15 February 2015

FGS/RootsTech conference 2015, Day 4

Donny Osmond

For most genealogists of a certain age (and most of of us are of that age), a retrospective of Donny Osmond's career brings back memories. Multi-talented Donny played to a respectful and awed house during the opening session. Seems to me he must be Utah's favorite son - and there were definitely many fans in the audience. I was impressed that the woman next to me knew Donny's wife's name before he mentioned it.

I thought going in that Donny's link to genealogy might be a bit thin. But, in fact, several years ago his mother turned her 40-year family research project over to him, now the family historian. Donny shared some of his family history: linking ancestors whose own stories of perseverance seemed to preordain his own. His message to us? While much of his story is easily told via public record, we all have stories to tell. We need to be recording our lives in ways that we may share with our families and descendants. 

Global Family Tree

A.J. Jacobs is ubiquitous. His Global Family Reunion (to be held June 2015 at the New York Hall of Science on the site of the 1964 World's Fair) has, obviously, struck a chord and garnered a partnerships with FamilySearch, Geni, WikiTree, New York Family, MyHeritage and Family Tree DNA. As far as I can tell, A.J. has already been interviewed on nearly every genealogy podcast and featured in numerous newspaper and magazine articles and radio and television interviews and completed a TED talk (that one may view on his website). 

A.J. is fascinated by Geni-style genealogy and is gathering "cousins" at an amazing rate. His definition of cousin is inclusive and he has stated that the more inclusive the definition of family, the better. He sees this inclusiveness as a method of increasing connectedness. 

Dare I say it? It sounds like he's working for world peace. I'm afraid my genealogical goals are usually far less lofty: who was my great grandfather's brother? I know it was not Albert Einstein, Martin Luther King nor Mahatma Gandhi - no world peace for me!
I am amused when people list relationships that meander across several in-law relationships and over many generations. That is neither blood nor genes. But, I am definitely a cousin: my paternal first cousin and first cousin once-removed are in mitochondrial DNA (maternal) haplogroup H7e - one step in genetic distance from A.J. Jacobs. And I am related to my cousins via their mothers' lines.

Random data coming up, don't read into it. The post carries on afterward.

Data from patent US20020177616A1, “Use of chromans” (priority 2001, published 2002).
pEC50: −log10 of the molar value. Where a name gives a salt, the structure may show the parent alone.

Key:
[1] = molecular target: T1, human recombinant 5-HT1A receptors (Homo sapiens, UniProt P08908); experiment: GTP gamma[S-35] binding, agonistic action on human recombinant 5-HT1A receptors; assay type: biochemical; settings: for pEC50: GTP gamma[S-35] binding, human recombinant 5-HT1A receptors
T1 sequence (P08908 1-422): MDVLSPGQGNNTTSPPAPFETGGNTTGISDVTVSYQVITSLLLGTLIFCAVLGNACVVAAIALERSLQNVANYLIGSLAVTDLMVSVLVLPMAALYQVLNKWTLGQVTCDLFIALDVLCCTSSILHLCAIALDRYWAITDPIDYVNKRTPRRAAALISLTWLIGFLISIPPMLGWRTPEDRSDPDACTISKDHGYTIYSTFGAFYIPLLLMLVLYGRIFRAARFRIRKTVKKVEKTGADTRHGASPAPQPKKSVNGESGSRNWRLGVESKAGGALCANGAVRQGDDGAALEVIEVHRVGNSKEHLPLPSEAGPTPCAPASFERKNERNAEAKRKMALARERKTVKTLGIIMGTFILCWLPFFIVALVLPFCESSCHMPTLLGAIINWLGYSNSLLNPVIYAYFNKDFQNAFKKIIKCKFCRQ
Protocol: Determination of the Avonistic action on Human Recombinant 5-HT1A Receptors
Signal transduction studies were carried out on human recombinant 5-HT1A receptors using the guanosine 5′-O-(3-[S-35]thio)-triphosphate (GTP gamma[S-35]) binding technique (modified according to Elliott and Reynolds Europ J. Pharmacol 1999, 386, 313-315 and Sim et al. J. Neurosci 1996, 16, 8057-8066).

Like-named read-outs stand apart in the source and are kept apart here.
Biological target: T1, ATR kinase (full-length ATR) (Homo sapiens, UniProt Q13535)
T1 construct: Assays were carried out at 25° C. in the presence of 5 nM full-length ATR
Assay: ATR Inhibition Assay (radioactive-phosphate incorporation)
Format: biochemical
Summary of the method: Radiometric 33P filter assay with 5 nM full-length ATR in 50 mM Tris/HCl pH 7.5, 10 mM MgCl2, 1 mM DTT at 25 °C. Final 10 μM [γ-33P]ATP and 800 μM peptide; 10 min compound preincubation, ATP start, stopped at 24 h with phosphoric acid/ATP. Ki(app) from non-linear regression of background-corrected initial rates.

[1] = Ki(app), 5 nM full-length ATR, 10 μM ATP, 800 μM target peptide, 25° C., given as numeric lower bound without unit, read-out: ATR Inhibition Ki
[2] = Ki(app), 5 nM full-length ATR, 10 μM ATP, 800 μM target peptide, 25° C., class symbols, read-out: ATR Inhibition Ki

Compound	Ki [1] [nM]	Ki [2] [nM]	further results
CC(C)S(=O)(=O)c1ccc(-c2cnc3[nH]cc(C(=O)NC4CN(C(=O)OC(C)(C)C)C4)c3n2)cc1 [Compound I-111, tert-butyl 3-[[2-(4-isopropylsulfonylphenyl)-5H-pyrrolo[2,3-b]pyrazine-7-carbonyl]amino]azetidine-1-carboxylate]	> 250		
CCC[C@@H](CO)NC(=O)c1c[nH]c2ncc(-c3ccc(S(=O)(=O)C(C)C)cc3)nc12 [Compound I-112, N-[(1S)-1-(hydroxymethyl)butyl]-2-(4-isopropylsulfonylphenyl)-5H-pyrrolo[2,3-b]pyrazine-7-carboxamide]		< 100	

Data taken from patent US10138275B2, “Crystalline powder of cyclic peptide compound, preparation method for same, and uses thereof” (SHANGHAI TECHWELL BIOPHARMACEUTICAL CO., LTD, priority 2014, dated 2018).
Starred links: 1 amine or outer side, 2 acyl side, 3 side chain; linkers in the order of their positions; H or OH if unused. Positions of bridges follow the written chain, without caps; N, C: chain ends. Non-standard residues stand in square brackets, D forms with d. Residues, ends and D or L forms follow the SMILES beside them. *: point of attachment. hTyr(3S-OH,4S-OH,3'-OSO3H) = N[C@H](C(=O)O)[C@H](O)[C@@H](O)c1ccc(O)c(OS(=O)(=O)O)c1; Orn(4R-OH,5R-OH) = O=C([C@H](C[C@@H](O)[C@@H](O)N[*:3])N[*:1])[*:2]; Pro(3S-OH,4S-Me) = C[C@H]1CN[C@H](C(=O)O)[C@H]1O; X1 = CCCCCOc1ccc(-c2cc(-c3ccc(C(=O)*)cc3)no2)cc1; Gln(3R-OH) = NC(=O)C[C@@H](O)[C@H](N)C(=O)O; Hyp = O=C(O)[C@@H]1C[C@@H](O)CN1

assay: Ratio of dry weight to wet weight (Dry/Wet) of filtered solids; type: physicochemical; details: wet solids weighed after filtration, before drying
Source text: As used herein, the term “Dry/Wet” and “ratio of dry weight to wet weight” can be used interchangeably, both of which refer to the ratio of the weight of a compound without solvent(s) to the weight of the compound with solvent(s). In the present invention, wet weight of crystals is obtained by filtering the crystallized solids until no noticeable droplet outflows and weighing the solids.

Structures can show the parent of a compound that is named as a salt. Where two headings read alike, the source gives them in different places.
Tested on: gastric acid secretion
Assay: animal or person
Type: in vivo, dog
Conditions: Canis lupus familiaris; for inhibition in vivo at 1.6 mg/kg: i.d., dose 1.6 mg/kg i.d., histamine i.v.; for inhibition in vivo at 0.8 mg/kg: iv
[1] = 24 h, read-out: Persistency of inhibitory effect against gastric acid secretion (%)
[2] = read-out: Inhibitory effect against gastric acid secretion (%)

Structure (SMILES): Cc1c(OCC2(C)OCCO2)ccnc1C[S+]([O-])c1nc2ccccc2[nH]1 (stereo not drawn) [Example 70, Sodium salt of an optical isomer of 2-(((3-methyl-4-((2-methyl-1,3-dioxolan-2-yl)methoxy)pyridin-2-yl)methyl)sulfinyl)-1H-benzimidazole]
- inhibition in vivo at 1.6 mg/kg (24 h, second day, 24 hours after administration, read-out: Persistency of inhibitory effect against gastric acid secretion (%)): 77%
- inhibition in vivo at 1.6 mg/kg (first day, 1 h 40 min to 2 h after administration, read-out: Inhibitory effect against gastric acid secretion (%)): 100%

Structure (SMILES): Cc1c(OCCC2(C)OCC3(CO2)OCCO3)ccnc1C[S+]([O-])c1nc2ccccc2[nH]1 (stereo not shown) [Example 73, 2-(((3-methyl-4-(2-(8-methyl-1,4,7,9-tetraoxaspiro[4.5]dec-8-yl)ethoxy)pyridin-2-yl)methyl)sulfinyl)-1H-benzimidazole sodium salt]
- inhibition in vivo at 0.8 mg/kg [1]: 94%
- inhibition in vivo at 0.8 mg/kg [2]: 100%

I won't be attending the Global Family Reunion in person but, more power to A.J. for generating genealogy buzz. Perhaps some of those newly enthused will stick around to do the difficult work in genealogy research that the basis for all this connectivity.

Regular Sessions

I attended just two sessions during the last day of the conference because the last flight out of Salt Lake City that would get me home Saturday evening was just after 5 P.M. I lucked out, however, in that I took in two of the best talks I'd heard at the conference.

While I am impressed with Donny Osmond's huge talent, I am completely in awe of those who present complex case studies! I find reading a complex case study in the National Genealogical Quarterly exhilarating. The work involved; the brilliance of the solutions.  

Dr. Michael Lacopo's presentation, "She Came From Nowhere: A Case Study Approach to Solving a Difficult Genealogical Problem," was just such an awe-inspiring case study. He has yet to publish it, but I think, once he finds the few original records he has yet to acquire, he'll be ready - and I'll be reading.

Dr. Lacopo studied a Virginia area woman who was mentioned infrequently and incorrectly in records he initially consulted. A reasonably exhaustive search, written histories of the area, and understanding of social history and local naming traditions aided his search. Inspirational! 

I have been doing some client research in German Jewish family history, so I had to take in Warren Bittner's "Meyer's Gazetteer: Gateway to Germany." I have read several articles by Bittner (including award-winning pieces) and heard him speak at the National Genealogical Society conference in Las Vegas a couple of years ago. My impression in Las Vegas was similar to my impression of Dr. Lacopo earlier in the day. So, I knew I could learn something from this excellent researcher. 

Bittner provided a useful hand-out for transliterating German Fraktur typeface letters and a key to understanding the structure of and abbreviations in this early twentieth century German gazetteer. One may find Meyer's Gazetteer online and searchable on Ancestry. It is also available in two parts on FamilySearch, here and here; and on HathiTrust, here and here.

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